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Go and tell John what you hear and see: the blind receive their sight, the lame walk, the lepers are cleansed, the deaf hear, the dead are raised, and the poor have good news brought to them.Matthew 11:4
In the first 10 chapters of Matthew, a lot happened. Jesus was born; John wore his camelhair shirt and ate bugs in the wilderness while he summoned people to repentance; John baptized Jesus in the Jordan River. Then Jesus was tempted in the desert, called his disciples, preached beatitudes, taught about salt and light and law and treasures and asking and seeking and knocking, and healed a whole bunch of people, and calmed down a storm, and brought a little girl back to life.
After all that, John, from his prison cell, sent a message to Jesus: Are you the one we’ve been waiting for?
It seems impossible that John, who’d foretold the Messiah’s arrival, who’d poured the Jordan’s water over Jesus’ head, still had questions about Jesus’ identity. Still needed to be certain.
Maybe if they’d had smartphones back then, Jesus would’ve replied with a quick “thumbs up” emoji, or if he were in a snarky mood, a “Duh” meme (#eyeroll).
This is one of several times in the scriptures when the people who were closest to Jesus, who knew him, walked around with him, asked him questions, observed his miracles (and even sometimes participated in them) still weren’t entirely certain who they were dealing with.
I find great comfort in these stories; if Jesus patiently entertained their questions (he was never snarky!), then perhaps he’ll be just as patient with mine. I also find great challenge in these stories. If Jesus accepted the questions of his dearest friends and family, how much more gentle should we be when the people around us are incredulous, even suspicious, of this One they’ve never seen or heard or walked alongside? How are we to answer them? And how do we answer our own uncertainties, our own lingering doubts?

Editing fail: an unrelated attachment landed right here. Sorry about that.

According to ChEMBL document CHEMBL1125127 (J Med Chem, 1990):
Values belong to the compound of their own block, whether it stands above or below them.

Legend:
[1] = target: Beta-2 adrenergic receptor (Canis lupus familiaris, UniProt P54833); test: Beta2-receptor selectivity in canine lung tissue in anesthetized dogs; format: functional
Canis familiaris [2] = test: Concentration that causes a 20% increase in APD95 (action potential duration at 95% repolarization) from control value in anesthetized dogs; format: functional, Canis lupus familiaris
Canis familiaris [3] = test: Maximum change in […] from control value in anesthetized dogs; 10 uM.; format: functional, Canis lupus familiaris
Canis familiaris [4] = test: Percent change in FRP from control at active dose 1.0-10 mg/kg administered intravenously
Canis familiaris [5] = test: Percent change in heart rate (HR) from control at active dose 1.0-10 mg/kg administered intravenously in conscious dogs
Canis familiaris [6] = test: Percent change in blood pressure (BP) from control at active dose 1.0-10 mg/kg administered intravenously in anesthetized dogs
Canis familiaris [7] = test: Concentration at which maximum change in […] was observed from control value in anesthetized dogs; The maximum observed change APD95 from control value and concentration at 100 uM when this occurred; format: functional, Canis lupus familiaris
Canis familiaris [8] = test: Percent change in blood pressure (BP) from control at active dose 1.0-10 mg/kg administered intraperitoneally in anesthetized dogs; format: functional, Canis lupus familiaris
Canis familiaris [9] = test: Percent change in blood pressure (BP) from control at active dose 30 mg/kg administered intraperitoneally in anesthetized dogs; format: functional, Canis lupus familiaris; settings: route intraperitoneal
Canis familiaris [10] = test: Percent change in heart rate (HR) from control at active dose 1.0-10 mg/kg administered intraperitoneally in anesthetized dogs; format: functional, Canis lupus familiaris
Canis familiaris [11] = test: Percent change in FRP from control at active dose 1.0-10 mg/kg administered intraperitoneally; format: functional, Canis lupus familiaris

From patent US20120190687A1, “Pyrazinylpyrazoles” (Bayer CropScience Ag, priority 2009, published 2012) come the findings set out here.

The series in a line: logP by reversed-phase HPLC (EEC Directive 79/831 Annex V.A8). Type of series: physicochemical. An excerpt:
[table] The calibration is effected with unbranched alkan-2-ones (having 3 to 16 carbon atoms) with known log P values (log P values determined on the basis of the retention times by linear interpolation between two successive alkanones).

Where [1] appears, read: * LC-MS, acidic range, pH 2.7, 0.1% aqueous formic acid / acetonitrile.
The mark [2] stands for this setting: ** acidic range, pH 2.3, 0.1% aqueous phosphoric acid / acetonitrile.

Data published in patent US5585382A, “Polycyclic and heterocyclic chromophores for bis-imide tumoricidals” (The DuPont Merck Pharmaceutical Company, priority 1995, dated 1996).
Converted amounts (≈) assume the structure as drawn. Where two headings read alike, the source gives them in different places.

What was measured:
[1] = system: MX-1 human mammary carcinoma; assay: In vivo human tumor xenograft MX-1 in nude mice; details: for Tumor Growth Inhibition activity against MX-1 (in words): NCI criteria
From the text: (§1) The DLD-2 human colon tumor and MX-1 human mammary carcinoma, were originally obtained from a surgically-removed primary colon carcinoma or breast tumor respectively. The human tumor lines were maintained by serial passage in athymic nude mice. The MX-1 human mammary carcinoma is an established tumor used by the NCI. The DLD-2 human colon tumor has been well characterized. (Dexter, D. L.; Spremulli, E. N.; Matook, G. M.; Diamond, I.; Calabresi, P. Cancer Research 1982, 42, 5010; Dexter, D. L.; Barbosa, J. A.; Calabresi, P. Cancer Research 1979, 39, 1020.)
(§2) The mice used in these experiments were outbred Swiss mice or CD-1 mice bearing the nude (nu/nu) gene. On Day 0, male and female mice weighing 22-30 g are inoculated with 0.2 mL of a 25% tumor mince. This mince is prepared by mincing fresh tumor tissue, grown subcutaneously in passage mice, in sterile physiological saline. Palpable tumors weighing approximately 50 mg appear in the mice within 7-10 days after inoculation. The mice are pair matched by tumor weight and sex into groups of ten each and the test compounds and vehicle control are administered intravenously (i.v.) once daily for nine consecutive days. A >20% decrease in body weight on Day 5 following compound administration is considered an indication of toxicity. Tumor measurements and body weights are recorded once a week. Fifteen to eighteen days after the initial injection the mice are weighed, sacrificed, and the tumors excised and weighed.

We do what disciples of Jesus have always done: we watch and we listen, then we go and we tell. We go to the places of questioning (even our own), and we go to the people who are looking for answers (even ourselves), and we tell them what we have witnessed, we tell them what we have seen and heard. Not pat Sunday-School answers or complex PhD-worthy doctrines, but joyful proclamations of the miraculous, everyday, holy, hands-on work of Christ. No flannelgraph figures or intricate theologies can identify the Messiah better than his own words and works in our lives. So we proclaim the wholeness we have witnessed: blindness turned to vision and stillness turned to dancing. We proclaim the healing we have witnessed: sores made well and silence made song. We proclaim the redemption we have witnessed: new life for the grief-stricken and good news for the poverty-stricken.
As disciples of Jesus have always done, we proclaim the Advent: the ever-coming of the One we’ve been waiting for; the One who was, the One who is, the One who is still on the way.
First published 12/5/16 on www.bwim.info/blog